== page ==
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Estimating drag coefficient

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Estimating drag coefficient

Unread postAuthor: SpudBlaster15 » Fri Jul 27, 2007 2:41 pm

Does anyone know of a method of accurately estimating the drag coefficient of a projectile?

Thanks.
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Unread postAuthor: noname » Fri Jul 27, 2007 2:45 pm

If you have a chronograph, you could probably get a rough idea by shooting an aerodynamic projectile from 50 feet, then shooting one that isn't aerodynamic.

1st thing that came up on Google. It'll work if you're shooting arrows!
http://homepage.ntlworld.com/joetapley/amf.htm
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Unread postAuthor: Pilgrimman » Fri Jul 27, 2007 2:47 pm

That depends on more variables than I'd like to think about. Some are: air density/composition, wind resistance (you'll need calculus to figure it out for irregular shapes), temperature, presence of thermals, and whether the projectile spins, so it is stable, and doesn't go end over end, thus screwing your calculations. I don't even want to think about the complexity if sabots or wadding were involved... :lol:

Anyone who fully understands this, please provide a link, or at least supplement my post. I hope I've helped somewhat... :roll:
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Unread postAuthor: SpudBlaster15 » Fri Jul 27, 2007 2:56 pm

Pilgrimman, I am referring to the drag coefficient of a projectile, not an entire trajectory calculation.

Noname, I don't have a chronograph, otherwise I would use that method.
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Unread postAuthor: Pilgrimman » Fri Jul 27, 2007 2:59 pm

OHHHHH gotcha! Well then, just assume it is stable in flight, and go from there! The density and such still affects it, but I don't know what kind of degree of accuracy you want. Ignore the thermals thing.

Edit: Here's a link, but I don't know how reputable it is...

http://en.wikipedia.org/wiki/Drag_coefficient
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Unread postAuthor: boilingleadbath » Fri Jul 27, 2007 3:47 pm

The density does NOT affect the Cd of an object.

Anyway, if you know the hang time of your projectile, the mass of it, and your muzzle velocity, it is possible to calculate the Cd...
But not using the current public release of Johanna's range calculator, because that doesn't handle vertical movement in a realistic fashion.

Which means that you either have to wright your own calculator (not really difficult) or use the GGDT's exterior ballistics tool (which is probably accurate enough...)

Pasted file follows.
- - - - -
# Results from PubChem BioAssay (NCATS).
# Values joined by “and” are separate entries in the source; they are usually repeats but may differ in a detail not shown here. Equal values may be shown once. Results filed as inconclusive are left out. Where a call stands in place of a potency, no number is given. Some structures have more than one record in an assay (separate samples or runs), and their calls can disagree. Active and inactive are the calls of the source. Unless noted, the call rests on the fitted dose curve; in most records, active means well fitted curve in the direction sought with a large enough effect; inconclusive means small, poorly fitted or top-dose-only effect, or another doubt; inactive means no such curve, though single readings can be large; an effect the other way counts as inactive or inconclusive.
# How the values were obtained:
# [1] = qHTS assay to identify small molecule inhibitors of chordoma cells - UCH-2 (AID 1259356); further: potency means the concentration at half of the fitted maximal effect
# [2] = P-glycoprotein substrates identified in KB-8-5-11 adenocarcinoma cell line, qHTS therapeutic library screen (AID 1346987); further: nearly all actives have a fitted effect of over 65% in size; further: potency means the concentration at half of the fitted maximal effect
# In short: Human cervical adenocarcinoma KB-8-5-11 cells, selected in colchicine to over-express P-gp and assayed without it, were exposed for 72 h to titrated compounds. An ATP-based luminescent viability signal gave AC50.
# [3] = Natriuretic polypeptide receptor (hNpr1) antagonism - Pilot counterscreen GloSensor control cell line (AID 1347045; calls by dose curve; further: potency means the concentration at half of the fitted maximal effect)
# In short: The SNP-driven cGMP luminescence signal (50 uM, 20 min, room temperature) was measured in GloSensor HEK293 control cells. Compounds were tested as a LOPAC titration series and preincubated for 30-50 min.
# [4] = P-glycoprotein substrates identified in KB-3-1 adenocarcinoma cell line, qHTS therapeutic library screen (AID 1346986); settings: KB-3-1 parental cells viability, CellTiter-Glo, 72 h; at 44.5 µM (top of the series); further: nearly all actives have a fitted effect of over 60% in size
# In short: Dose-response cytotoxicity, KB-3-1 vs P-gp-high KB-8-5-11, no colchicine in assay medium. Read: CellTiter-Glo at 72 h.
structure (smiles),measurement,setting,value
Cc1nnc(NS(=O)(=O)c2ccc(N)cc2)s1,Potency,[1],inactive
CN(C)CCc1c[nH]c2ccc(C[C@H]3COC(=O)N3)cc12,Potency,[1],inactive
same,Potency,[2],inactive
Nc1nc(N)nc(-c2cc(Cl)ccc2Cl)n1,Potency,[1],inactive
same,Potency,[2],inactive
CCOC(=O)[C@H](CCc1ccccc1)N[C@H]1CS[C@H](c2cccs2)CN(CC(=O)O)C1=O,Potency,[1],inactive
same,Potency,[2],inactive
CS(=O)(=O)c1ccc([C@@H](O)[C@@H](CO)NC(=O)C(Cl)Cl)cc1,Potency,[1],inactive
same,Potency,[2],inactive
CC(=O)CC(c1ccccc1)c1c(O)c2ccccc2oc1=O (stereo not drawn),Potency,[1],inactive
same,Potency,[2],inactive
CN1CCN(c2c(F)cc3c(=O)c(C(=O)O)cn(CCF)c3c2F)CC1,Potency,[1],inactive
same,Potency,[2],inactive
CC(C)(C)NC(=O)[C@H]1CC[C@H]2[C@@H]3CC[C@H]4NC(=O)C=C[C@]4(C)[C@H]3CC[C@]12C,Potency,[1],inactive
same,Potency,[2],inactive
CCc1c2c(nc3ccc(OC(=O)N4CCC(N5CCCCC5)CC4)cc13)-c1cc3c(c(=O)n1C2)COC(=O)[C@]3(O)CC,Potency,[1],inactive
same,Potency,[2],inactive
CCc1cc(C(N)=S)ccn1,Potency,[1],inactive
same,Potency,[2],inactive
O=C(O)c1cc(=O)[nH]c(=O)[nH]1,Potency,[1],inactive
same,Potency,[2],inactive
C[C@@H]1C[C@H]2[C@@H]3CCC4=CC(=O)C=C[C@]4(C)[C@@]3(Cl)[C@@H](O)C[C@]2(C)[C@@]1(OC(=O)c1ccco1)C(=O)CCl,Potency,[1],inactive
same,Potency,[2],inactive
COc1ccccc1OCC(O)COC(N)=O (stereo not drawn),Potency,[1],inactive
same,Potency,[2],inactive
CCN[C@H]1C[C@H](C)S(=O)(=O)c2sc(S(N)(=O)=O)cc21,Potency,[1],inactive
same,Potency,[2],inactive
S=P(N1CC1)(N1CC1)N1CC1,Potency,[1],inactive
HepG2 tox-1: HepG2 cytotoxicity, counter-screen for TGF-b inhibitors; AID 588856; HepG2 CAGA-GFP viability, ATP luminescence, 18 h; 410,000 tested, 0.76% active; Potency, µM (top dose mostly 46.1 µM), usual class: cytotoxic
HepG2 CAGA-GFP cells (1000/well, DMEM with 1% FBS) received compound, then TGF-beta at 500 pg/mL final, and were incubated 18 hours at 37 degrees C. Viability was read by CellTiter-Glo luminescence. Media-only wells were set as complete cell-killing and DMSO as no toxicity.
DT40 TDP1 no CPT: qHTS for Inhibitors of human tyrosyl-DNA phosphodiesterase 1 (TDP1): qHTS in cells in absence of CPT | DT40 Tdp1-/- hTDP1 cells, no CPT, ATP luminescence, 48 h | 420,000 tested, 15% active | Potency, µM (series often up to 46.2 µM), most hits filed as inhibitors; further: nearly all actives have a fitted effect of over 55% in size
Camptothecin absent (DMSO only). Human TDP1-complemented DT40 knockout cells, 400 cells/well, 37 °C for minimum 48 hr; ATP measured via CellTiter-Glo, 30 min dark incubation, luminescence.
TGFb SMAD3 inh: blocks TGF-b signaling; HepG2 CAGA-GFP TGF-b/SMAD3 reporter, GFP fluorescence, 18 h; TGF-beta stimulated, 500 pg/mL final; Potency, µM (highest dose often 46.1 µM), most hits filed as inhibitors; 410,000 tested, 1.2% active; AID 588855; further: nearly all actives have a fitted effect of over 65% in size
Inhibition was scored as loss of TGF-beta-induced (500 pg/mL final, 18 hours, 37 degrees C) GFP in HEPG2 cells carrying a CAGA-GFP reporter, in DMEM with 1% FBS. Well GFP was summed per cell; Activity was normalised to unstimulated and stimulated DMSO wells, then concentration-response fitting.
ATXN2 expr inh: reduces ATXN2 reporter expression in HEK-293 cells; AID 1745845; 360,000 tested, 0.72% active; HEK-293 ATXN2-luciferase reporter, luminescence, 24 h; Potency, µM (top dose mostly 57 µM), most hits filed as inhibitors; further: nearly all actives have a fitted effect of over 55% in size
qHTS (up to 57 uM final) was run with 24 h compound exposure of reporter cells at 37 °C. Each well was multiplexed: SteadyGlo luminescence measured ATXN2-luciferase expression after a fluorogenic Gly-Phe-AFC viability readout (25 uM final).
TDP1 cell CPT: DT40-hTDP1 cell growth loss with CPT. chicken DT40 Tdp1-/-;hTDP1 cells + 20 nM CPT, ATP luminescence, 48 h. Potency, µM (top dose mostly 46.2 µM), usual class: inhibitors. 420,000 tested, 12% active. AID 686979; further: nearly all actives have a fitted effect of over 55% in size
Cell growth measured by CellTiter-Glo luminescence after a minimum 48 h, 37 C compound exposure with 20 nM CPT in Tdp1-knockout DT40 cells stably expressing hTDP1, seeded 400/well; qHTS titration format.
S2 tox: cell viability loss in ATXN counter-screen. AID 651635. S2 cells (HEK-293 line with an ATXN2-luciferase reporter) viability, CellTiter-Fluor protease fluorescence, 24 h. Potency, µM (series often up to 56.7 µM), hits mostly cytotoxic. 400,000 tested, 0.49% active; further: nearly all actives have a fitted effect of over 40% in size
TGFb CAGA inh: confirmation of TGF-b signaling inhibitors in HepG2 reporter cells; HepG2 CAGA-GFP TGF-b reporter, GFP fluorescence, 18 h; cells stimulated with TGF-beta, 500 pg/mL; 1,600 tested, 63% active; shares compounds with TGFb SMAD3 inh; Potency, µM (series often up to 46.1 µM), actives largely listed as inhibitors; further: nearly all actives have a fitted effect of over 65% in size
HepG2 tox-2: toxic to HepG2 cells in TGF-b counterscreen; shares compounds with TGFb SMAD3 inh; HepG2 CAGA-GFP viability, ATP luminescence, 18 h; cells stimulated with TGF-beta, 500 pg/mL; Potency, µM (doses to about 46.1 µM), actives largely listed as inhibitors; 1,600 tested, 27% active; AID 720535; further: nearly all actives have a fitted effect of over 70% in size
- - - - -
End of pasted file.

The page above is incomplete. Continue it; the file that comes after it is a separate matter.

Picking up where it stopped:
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Unread postAuthor: Pilgrimman » Fri Jul 27, 2007 3:49 pm

It doesn't???? I would think that at a higher pressure, or in the presence of heavier particles that the resistance would be greater... Oh well, thanks for correcting me... 8)
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Unread postAuthor: paaiyan » Fri Jul 27, 2007 3:52 pm

WEll the drag coefficient is how much drag it has. Density isn't a property that would affect that. The types of things that affect drag are aurface area, shape, the smoothness of the surface etc.
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Unread postAuthor: jimmy101 » Sat Jul 28, 2007 12:31 pm

I don't think there is any way to "accurately" calculate the Cd from first principles.

You might want to look here, scroll down to the Other Projectiles section and there is a table where I've collected Cd's for various things.
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Unread postAuthor: boilingleadbath » Sat Jul 28, 2007 3:43 pm

Oops, you meant the density of the air.

Terribly sorry for the misunderstanding there: the density of the projectile will NOT effect the path of the object, but that of the air WILL.

The drag force formula is 1/2pv<sup>2</sup>C<sub>d</sub>A... and "p" is, after all, density.

As a note, I've starter work on another utility, "Hang Time Ballistics Live".
This will allow you to find the Cd, Apogee, Hang time, impact velocity, and Muzzle velocity of your projectile by inputing all the following:
Cd, Appogee, Hang time, impact velocity and Muzzle velocity.


...just kidding. (heh, lol, that'd be an easy program to make...)
Actually, you input the following:
Altitude above sea level, Temperature, projectile mass, projectile diameter, and weather or not it landed in a tree...
Plus TWO of these:
Cd, Apogee, Hang time, Muzzle velocity

I'm not expecting great accuracy when you try to find the missing data with the Apogee-Hang time input pair, but there's nothing I can do about that.
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Unread postAuthor: cdheller » Sat Jul 28, 2007 5:20 pm

search for
"ballistic coefficient "
?might be a better term for what your after?

there are a few free programs around, some let you input shape and sizes

http://www.uslink.com/~tom1/calcbc/calcbc.htm

http://www.eskimo.com/~jbm/calculations ... tions.html
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